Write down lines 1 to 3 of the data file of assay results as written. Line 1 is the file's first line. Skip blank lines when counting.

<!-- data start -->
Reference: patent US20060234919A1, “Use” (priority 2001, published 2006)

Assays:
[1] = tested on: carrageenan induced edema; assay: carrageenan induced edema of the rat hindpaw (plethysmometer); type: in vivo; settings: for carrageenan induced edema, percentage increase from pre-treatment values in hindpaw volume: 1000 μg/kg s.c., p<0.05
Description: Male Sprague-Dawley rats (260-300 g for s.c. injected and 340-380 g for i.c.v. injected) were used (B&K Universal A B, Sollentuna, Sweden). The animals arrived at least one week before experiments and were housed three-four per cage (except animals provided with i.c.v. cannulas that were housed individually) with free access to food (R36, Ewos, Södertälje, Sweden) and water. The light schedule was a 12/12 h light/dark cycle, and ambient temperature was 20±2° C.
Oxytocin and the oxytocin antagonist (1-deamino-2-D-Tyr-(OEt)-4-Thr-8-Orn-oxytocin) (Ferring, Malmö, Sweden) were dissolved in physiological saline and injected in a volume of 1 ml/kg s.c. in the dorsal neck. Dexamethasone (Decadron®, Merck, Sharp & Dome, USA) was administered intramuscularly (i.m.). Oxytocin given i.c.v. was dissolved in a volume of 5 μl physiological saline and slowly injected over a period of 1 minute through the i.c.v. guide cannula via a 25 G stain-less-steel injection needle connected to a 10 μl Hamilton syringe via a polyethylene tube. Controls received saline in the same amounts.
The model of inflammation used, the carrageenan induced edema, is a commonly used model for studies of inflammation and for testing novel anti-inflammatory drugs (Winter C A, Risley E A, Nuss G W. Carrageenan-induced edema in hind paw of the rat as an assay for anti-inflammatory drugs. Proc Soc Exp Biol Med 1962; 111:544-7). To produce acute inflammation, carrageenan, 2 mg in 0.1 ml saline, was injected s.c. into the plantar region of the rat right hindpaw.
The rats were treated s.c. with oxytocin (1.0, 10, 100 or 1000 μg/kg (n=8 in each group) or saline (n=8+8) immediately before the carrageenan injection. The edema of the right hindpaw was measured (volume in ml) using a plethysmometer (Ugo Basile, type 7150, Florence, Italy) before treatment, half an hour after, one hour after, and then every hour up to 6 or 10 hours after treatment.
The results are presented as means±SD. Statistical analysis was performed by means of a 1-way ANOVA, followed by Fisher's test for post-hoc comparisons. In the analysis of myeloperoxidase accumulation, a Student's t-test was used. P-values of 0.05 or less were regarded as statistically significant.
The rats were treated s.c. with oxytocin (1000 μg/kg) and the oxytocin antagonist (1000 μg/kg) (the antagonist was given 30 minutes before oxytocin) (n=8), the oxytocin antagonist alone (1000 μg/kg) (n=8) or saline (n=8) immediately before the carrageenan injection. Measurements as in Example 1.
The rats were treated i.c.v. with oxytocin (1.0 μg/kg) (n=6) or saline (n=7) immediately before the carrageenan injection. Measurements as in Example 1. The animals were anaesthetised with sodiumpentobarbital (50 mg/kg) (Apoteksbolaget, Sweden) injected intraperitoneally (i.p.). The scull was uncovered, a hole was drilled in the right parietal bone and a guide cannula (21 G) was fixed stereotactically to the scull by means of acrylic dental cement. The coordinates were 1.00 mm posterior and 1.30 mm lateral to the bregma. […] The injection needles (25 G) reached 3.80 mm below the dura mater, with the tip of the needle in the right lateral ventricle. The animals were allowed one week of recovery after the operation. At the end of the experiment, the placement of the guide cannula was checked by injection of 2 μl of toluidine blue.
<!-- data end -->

Reference: patent US20060234919A1, “Use” (priority 2001, published 2006)

Assays:
[1] = tested on: carrageenan induced edema; assay: carrageenan induced edema of the rat hindpaw (plethysmometer); type: in vivo; settings: for carrageenan induced edema, percentage increase from pre-treatment values in hindpaw volume: 1000 μg/kg s.c., p<0.05